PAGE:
Somehow, it gives me pleasure to do this . . . a good beginning of the day. Once the loose thoughts, the loose ends have already lifted my heartstrings, I can lay back if I care to and let the silence take over. At my Lake House, I can hear the soft lap of the waves running on shore, the stirring of leaves above, the calling of birds, more — and it too is a different form of silence . . . but there is nothing more uplifting than untrammelled nature within reach — moreso now, in our real world that is so trouble-filled in every direction. In all the turmoil, the silence filled only with sounds of nature soothes the heart, already softened by touching base with those we love.
I like how you live your life from a place of service and heart, Joan. I’m sure you have made a difference to many. Thanks for sharing. — Eileen
Just the photo that you posted offers a deeply calming peace: thanks for sharing it. Each morning I rediscover solitude while quietly kayaking Lake Champlain or walking the nature park with my dog. How blessed to live surrounded by unparalleled beauty and tranquility: gifts to the soul. A friend from India, now living in Essex Junction, told me that his parents came to visit recently and were deafened by the silence of Vermont. We each grow accustomed to the environs that we inhabit. I’m forever grateful to call Vermont home.
I’m with you Sue. Vermont is such a peaceful State. And it’s good to know that people like you, who care so much tending to the natural environment, are living in it as gentle stewards.
I can relate to everything you expressed, Eileen, and love your thoughts about: “Occasionally I lie still and let my breath be the tide. In this apparent emptiness, the line between thinking and being blurs. It is the difference between mining my mind for creative ideas, and letting ideas float to the surface.” Amen. Do you ever think that good writing is often “channeled” or inspired by the Divine? Making space for creativity to blossom is often fertilized by silence.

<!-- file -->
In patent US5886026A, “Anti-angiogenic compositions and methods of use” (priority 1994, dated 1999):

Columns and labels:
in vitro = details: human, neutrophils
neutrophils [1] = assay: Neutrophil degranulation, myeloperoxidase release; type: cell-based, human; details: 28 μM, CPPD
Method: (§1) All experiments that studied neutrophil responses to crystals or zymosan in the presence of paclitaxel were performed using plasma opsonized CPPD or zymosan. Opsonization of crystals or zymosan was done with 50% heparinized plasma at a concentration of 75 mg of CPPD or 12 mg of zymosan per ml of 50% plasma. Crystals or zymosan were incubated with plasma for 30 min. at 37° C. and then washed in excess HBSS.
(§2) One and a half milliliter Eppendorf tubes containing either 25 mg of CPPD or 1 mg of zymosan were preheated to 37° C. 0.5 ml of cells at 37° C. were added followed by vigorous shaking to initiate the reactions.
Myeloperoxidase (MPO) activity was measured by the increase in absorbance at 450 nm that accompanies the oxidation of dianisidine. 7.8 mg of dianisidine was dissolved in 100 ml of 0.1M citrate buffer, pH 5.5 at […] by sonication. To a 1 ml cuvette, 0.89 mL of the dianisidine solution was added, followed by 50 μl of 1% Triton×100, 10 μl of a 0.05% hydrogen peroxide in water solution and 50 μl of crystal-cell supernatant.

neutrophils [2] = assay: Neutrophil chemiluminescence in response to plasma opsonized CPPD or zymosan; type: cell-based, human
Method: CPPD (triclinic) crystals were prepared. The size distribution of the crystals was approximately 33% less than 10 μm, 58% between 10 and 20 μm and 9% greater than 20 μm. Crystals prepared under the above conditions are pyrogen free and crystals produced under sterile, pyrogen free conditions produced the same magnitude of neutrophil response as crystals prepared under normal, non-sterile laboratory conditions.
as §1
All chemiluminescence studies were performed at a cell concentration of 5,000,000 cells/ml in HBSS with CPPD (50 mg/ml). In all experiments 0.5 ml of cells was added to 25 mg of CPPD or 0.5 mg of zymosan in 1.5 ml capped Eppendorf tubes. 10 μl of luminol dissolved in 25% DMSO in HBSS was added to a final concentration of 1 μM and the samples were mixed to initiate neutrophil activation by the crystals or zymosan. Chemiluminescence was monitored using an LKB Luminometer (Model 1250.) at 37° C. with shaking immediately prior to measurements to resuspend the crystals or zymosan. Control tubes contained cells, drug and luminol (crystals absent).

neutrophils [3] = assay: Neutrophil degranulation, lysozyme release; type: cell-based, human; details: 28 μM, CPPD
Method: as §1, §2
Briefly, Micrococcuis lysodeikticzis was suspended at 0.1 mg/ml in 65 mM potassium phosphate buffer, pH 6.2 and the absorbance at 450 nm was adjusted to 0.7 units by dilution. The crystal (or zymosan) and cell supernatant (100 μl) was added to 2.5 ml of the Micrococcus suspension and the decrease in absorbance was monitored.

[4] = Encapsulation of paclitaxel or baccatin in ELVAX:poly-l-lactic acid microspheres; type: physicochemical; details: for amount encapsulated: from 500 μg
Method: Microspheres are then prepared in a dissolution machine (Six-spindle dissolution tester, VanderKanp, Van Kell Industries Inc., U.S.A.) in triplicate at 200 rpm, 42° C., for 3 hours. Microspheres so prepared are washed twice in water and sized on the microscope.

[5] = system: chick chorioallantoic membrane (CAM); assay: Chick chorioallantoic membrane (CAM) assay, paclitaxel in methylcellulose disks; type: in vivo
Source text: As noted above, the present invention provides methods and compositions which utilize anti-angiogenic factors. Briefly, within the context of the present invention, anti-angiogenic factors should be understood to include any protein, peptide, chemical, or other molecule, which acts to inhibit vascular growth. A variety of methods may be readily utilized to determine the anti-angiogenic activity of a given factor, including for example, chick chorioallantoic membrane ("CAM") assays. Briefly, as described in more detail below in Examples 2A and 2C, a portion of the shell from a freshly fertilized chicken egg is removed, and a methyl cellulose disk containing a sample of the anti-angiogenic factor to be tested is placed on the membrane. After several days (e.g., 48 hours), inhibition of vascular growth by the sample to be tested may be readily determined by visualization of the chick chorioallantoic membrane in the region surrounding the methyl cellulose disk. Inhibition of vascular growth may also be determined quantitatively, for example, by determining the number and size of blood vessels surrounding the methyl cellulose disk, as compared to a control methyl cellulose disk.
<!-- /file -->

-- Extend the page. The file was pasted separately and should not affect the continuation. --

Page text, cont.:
Also, I can relate to Joanee and Sue’s posts. Silence is balm to my soul, and I need a fair amount of it daily. Being in nature always rejuvenates and restores me, and I feel it’s like pressing the “re-set” button. The sights and sounds of birds chirping, squirrels scampering, butterflies flitting about eases my worries and calms my woes. Brings me back to my heart where the wellspring of truth and beauty originates.
This summer I had to put my beloved pup, Sweetie Sue, down as well as my Tuxedo kitty, Snookie. Silence is my friend and companion these days, and I’m spending more time on the deck, in my own backyard, day-dreaming, writing, meditating, just Being. Silence is a gift we give ourselves.
I love the idea of your breath being the tide. I’ll try that. Silence is truly a gift we give ourselves.
Silence stirs the music of Jobim in me…
Thanks for the recommendation. I’m listening to him now as I write!
Two days after 9/11 (2001) 3 of us climbed Mt. Marcy, the highest peak in New York State, to celebrate the 100th anniversary of Teddy Roosevelt assent where he learned later that day he had become President of the United States. It was two days after 9/11 when the world was just beginning to recover from that most horrible tragedy. What made 9-13-2001 different was that no planes were allowed to fly until 4 PM that day, September 13th. There was not a sound to be heard but our footsteps and occasional conversations. I imagine much as it had been for Teddy Roosevelt. It felt very connecting and spiritual lifting but tragic at the same time. I felt reflective on the tragedies of 9/11 and feeling Roosevelt rushing to Buffalo to become President.
Silence can be so connecting and powerful, i.e., Nature’s power bar.
Thanks for the reminder of that fateful day, John. I remember the same thing from my place in Vermont, as if the world was stunned into silence. At least the world as we knew it in the US…